In the course of, well, being alive, most of our bodily functions, we lose water – breathing, sweating and well, going to the loo, so it’s important that we stay hydrated; to cleanse our system, stimulate healing and regeneration, sustain a healthy bloodflow and to regulate our body temperature and organs. Water also provide us with crucial minerals and elements we need to get by.
Because water is vital for our survival and as one of the primary ingredients for life, it is no surprise that for thousands of years us human beings have sought out water and built dwellings, then towns and cities around them. Most major settlements across the globe have evolved from wet sites – those on or very close to rivers or the sea, until the engineering of dams, hydraulic and sewages systems gave us the opportunity to live a little further afield. Still today, major world towns and cities share this same characteristic – proximity to water.
Today, around 80% of our total world population live close to water, it being a major source of food and specifically the primary source of protein for over 3 billion people, plus a source of livelihood.
But it goes deeper than that – beyond evolution and our biological needs, what else draw us to water?
The Sea on our bodies (and minds)
It’s no secret that spending time in and around nature and fresh air is calming and great for our health, but the sea in particular is a major source of physical and emotional nourishment.
The cure for anything is salt water — sweat, tears, or the sea.
Scientific studies have shown that the colour blue stimulates creativity, being the colour we most associate with openness, peace, tranquillity and safety, shown to help reduce our heart rate and ignite our feel-good hormones. This allows us to feel more at ease and better at expressing ourselves – no wonder, then, that a blue-green inspired by the River Tay in Scotland is purportedly our collective favourite colour across the world.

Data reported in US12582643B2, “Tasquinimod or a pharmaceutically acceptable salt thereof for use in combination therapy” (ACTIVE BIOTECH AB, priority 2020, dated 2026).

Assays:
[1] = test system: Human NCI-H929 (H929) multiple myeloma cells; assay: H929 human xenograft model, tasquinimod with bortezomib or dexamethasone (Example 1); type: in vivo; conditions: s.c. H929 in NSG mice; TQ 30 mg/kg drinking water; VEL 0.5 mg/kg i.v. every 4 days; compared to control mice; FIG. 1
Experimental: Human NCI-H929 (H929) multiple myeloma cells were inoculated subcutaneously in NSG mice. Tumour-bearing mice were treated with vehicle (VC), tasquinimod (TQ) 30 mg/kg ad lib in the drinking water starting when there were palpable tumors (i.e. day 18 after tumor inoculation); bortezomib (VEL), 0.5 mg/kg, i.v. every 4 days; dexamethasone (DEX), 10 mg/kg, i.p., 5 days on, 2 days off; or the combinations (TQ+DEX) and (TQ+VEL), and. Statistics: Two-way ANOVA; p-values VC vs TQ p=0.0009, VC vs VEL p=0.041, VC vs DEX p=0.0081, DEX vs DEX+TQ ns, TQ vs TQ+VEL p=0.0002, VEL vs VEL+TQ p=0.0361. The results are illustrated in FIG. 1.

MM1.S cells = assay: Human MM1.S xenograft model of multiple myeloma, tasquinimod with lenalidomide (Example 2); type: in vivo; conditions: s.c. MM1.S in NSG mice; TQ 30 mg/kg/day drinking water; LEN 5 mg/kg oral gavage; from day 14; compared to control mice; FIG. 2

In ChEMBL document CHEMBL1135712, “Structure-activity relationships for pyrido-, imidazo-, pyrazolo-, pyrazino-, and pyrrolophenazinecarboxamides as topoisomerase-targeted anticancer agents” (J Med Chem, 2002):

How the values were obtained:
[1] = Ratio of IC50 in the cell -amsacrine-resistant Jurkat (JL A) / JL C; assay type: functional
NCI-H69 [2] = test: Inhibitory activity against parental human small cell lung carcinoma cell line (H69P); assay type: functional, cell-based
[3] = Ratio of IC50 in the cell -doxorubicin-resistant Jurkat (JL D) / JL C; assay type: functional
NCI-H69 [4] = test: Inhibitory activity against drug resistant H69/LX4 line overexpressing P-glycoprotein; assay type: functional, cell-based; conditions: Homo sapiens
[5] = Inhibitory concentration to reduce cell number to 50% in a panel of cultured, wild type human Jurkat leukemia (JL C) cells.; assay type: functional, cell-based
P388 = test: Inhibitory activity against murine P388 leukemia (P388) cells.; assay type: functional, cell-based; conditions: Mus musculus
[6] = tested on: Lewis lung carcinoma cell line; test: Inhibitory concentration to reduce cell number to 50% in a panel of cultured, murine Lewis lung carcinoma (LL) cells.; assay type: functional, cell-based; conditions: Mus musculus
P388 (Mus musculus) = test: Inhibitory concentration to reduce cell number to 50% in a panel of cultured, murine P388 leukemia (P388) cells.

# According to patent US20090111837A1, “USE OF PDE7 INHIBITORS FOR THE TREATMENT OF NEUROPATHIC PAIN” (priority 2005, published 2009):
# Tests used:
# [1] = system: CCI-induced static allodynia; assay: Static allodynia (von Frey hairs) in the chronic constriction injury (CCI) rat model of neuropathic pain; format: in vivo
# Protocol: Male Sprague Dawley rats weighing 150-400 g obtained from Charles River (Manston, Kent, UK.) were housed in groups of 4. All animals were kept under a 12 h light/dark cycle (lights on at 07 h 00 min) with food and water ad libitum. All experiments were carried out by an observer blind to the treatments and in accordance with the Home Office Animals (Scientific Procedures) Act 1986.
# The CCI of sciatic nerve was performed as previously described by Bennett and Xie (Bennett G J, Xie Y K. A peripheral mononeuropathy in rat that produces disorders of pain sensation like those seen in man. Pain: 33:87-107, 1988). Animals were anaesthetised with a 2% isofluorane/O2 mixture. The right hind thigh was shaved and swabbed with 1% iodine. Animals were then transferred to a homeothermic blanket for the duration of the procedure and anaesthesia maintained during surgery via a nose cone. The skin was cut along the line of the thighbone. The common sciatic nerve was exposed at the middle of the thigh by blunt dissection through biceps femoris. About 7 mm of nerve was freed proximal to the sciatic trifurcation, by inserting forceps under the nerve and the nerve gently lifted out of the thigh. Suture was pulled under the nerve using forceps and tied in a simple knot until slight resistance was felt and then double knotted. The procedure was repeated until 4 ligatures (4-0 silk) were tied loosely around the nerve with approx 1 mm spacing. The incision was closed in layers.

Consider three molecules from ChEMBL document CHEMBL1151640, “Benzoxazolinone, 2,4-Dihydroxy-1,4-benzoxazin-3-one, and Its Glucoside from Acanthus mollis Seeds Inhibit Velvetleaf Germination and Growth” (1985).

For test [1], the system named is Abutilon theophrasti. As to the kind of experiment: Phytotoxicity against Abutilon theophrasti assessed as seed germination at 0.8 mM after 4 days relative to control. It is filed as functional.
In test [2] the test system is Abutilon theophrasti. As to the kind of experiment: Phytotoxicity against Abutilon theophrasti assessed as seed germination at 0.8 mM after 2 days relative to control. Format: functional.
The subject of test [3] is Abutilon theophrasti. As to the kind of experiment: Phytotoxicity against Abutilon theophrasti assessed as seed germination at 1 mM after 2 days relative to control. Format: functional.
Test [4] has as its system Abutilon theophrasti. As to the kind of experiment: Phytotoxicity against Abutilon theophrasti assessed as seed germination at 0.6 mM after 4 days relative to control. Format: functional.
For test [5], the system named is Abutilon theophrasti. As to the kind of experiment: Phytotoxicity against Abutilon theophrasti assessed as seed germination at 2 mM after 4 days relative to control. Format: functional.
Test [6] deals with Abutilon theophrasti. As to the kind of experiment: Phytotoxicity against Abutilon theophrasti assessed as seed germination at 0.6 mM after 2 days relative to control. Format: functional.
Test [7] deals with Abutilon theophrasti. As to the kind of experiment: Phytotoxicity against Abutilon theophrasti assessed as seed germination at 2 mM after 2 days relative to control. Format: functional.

The colour blue, combined with the gentle, repetitive action of the sea and sounds has been shown to activate our parasympathetic nervous system, a whole network of connections and stimuli responsible for relaxing us, slowing us down and reducing our brain frequency towards a more meditative state. Add this to the sound of the waves, which promote alpha waves in our brains, (alpha waves = are when we are awake but relaxed, not overly focused or stressed) means for a very calming experience, reducing our levels of cortisol (stress hormone). Even putting your face into the sea, or cold water, (despite the initial shock!) stimulates the same response in us, as well as stimulating our bloodflow and leaving us glowing.